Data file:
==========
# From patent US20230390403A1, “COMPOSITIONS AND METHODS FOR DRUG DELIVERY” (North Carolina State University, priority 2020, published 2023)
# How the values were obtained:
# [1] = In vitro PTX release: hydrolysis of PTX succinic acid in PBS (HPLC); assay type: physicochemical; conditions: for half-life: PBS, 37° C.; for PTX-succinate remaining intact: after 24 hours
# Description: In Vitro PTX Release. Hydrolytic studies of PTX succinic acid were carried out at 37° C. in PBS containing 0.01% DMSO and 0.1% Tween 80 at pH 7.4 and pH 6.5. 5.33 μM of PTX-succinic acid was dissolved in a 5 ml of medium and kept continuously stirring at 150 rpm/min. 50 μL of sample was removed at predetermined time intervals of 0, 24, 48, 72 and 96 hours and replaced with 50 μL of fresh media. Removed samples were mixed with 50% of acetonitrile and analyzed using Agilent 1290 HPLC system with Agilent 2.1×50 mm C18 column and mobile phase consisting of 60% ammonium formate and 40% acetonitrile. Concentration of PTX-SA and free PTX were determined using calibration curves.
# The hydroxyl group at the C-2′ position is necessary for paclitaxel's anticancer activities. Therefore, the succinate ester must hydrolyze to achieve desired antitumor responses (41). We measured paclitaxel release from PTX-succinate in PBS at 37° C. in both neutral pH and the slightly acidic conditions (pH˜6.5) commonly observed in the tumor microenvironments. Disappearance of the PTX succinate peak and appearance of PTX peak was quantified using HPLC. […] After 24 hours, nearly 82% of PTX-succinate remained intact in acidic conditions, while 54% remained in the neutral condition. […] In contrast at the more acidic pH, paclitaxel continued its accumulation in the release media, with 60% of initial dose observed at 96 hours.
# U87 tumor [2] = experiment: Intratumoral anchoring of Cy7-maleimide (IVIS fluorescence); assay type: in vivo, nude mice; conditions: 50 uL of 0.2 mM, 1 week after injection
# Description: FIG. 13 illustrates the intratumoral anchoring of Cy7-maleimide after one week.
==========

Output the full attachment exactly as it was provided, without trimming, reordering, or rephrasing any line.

# From patent US20230390403A1, “COMPOSITIONS AND METHODS FOR DRUG DELIVERY” (North Carolina State University, priority 2020, published 2023)
# How the values were obtained:
# [1] = In vitro PTX release: hydrolysis of PTX succinic acid in PBS (HPLC); assay type: physicochemical; conditions: for half-life: PBS, 37° C.; for PTX-succinate remaining intact: after 24 hours
# Description: In Vitro PTX Release. Hydrolytic studies of PTX succinic acid were carried out at 37° C. in PBS containing 0.01% DMSO and 0.1% Tween 80 at pH 7.4 and pH 6.5. 5.33 μM of PTX-succinic acid was dissolved in a 5 ml of medium and kept continuously stirring at 150 rpm/min. 50 μL of sample was removed at predetermined time intervals of 0, 24, 48, 72 and 96 hours and replaced with 50 μL of fresh media. Removed samples were mixed with 50% of acetonitrile and analyzed using Agilent 1290 HPLC system with Agilent 2.1×50 mm C18 column and mobile phase consisting of 60% ammonium formate and 40% acetonitrile. Concentration of PTX-SA and free PTX were determined using calibration curves.
# The hydroxyl group at the C-2′ position is necessary for paclitaxel's anticancer activities. Therefore, the succinate ester must hydrolyze to achieve desired antitumor responses (41). We measured paclitaxel release from PTX-succinate in PBS at 37° C. in both neutral pH and the slightly acidic conditions (pH˜6.5) commonly observed in the tumor microenvironments. Disappearance of the PTX succinate peak and appearance of PTX peak was quantified using HPLC. […] After 24 hours, nearly 82% of PTX-succinate remained intact in acidic conditions, while 54% remained in the neutral condition. […] In contrast at the more acidic pH, paclitaxel continued its accumulation in the release media, with 60% of initial dose observed at 96 hours.
# U87 tumor [2] = experiment: Intratumoral anchoring of Cy7-maleimide (IVIS fluorescence); assay type: in vivo, nude mice; conditions: 50 uL of 0.2 mM, 1 week after injection
# Description: FIG. 13 illustrates the intratumoral anchoring of Cy7-maleimide after one week.